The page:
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Emerging Arts Leaders Symposium

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Starting a Career in the Arts

Written by Shannon Musgrave

Washington is full of young, ambitious, up and coming leaders – politicos, entrepreneurs, engineers, and of course, those of us in the arts. We live in an exciting time and as we prepare to dive into the working world, we are faced with some unique challenges. But we are young and energetic and up to the task.

Courtesy of William Couch, Flickr
Courtesy of William Couch, Flickr

One universal challenge emerging leaders face in every field is the evolution of the ever expanding “work day.” Gone are the days of a typical 9 to 5. (Though, did they ever really exist in the arts?) In this iPhone, iPad, Blackberry world, we are continually and constantly connected. Emails are sent and expected to be read at any and all hours. Tweets and Facebook comments don’t take the night off. We are embarking on a career world that never stops and rarely sleeps.

And how does one break into this world? Ah yes. The internship. Internships have the potential to be great career launchers. They also have the potential to become traps. All work and no pay makes Jane a tired intern. The New York Times recently published an article detailing the struggles of many 20-somethings – “a population historically exploitable as cheap labor” – as they learn that “long hours and low pay go hand in hand with the creative class.”

But the good news is, it feeds us (maybe just ramen noodles at first.) We in the arts get the extra perk of our work feeding our souls. It’s why we do it. And it’s an exciting time to dive in.

The Emerging Arts Leaders Symposium at American University on April 7 will feature a panel discussion on career beginnings and advancement. Come get in on the discussion!

Panelists include:

Jojo Ruf – National New Play Network: Jojo Ruf is the General Manager of the Ruf HeadshotNational New Play Network, an alliance of 47 nonprofit theaters across the US that champions the development, production and continued life of new plays.  Jojo is also the Coordinating Producer for the Laboratory for Global Performance and Politics at Georgetown University, an Associate Producer for the Provincetown Tennessee Williams Theater Festival, a freelance writer for theatreWashington, and works as a Teaching Artist for Ford’s Theatre.  She has worked with Arena Stage, the Kennedy Center, Theater J, Welders Theatre, and Georgetown University as a freelance producer and director.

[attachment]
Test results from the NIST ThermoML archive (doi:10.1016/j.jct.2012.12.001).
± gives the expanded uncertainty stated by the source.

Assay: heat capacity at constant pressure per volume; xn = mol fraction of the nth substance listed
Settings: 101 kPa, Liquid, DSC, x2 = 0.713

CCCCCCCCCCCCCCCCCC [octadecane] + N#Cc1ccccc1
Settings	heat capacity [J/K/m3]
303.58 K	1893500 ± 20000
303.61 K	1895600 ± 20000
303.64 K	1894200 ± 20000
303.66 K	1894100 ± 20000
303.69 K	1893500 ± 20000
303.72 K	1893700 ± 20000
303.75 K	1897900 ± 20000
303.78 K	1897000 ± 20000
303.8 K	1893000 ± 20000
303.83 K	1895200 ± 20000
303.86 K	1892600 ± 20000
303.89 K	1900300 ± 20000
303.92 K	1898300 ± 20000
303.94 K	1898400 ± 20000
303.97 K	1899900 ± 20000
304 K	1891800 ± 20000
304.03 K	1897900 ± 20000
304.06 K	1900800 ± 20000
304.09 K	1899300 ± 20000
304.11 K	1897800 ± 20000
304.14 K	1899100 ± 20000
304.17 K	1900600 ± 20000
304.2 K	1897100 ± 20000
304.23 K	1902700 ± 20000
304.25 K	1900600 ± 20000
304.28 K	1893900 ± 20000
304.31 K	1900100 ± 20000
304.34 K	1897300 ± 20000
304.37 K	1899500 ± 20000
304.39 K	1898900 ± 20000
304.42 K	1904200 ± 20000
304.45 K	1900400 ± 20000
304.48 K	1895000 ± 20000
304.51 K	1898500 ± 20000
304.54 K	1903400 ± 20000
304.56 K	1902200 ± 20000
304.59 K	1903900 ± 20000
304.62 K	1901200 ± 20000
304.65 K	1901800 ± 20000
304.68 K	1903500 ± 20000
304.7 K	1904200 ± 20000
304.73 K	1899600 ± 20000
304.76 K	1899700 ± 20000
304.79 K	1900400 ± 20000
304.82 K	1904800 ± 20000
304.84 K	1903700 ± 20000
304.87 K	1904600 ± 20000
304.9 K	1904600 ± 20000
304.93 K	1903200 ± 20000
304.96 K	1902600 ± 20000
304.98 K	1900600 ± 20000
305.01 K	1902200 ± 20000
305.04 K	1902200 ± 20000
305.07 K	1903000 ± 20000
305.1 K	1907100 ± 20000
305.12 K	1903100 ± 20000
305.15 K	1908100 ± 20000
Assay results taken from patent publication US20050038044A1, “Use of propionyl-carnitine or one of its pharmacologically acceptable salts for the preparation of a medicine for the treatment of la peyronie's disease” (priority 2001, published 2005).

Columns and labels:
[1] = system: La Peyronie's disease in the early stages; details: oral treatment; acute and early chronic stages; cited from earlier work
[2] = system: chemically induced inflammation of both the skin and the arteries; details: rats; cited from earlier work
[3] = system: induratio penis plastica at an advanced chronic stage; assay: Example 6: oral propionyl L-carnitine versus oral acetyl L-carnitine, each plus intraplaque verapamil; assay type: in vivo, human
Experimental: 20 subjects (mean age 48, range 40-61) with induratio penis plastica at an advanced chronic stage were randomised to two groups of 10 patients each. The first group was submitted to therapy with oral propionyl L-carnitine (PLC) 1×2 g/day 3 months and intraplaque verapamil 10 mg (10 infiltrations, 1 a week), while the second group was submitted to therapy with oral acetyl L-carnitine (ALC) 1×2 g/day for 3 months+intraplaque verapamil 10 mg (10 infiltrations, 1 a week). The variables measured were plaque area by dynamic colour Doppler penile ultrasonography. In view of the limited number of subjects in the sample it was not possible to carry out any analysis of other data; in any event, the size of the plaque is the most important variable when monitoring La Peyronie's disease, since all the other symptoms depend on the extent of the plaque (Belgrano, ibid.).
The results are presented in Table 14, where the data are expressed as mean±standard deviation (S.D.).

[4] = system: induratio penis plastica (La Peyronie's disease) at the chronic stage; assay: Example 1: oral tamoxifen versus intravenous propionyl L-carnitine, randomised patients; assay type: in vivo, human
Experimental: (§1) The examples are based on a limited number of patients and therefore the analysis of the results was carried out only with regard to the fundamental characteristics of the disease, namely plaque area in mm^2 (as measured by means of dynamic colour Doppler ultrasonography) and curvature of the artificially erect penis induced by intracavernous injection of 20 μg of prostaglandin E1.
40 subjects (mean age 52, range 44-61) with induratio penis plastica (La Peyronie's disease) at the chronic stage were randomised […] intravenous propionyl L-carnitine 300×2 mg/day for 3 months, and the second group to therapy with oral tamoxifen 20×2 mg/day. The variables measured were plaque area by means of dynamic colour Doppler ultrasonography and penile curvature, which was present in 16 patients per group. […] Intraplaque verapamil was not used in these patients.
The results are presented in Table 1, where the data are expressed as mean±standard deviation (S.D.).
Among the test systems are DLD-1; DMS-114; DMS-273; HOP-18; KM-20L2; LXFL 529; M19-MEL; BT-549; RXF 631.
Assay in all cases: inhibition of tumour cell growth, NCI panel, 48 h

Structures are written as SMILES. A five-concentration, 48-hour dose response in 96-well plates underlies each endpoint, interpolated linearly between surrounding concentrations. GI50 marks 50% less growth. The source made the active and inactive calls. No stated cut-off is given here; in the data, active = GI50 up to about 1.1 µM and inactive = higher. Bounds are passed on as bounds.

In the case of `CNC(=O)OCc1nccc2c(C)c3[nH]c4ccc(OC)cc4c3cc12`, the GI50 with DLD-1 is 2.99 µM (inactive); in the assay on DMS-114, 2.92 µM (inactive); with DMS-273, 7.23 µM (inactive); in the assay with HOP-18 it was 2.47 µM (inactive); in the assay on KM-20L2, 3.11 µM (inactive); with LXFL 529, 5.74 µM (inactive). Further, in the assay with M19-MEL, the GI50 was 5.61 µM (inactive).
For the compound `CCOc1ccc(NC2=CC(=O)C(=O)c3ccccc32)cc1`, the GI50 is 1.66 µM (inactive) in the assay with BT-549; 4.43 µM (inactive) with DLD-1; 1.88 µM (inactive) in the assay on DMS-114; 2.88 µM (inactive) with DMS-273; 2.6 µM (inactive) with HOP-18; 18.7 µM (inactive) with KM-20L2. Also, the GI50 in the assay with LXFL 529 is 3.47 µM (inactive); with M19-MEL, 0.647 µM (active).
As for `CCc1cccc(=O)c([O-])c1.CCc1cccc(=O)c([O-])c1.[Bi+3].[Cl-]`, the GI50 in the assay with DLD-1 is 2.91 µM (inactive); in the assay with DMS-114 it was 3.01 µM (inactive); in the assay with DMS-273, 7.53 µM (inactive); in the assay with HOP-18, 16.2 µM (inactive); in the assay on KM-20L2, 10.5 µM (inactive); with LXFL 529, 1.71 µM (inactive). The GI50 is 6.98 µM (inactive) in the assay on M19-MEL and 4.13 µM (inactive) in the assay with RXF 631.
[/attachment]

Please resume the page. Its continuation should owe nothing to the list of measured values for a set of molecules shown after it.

Most recently, Jojo served as the Coordinating Producer for Georgetown University’s Convening on Global Performance, Civic Imagination, and Cultural Diplomacy and as the Coordinator for Theater J’s Spinozium and other Beyond the Stage events for New Jerusalem: The Interrogation of Baruch de Spinoza.

Christopher K. Morgan – Christopher K. Morgan & Artists: Christopher K. Morgan is Artistic Director of Washington DC area contemporary dance company MorganChristopher K. Morgan & Artists, the Artist in Residence in the Dance Program at American University and the Director of the Dance Omi International Dance Collective, an annual residency for choreographers in New York.  All of his work stems from a belief in the urgency of live performance in an increasingly isolating, commercial, and digital world. His choreography has been presented in 18 countries on 5 continents.  In April 2011 Dance Magazine profiled him as one of six breakout choreographers in the United States.   Christopher is the recipient of a 2011 Maryland State Arts Council Individual Artist Award for Choreography, a 2012 and 2013 Individual Artist Grant from the Arts and Humanities Council of Montgomery County, and a 2013 Native Arts & Cultures Foundation Fellowship.